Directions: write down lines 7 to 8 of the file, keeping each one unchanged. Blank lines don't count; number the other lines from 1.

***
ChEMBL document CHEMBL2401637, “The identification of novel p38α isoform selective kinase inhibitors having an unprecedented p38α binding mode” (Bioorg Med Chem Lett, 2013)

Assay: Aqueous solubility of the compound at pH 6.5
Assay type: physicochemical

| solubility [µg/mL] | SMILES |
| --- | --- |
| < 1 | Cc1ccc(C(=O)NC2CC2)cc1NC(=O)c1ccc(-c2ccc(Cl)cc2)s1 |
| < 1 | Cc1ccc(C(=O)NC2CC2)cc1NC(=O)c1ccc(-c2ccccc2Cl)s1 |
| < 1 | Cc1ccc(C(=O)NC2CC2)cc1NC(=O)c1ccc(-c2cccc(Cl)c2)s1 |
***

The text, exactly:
| < 1 | Cc1ccc(C(=O)NC2CC2)cc1NC(=O)c1ccc(-c2ccccc2Cl)s1 |
| < 1 | Cc1ccc(C(=O)NC2CC2)cc1NC(=O)c1ccc(-c2cccc(Cl)c2)s1 |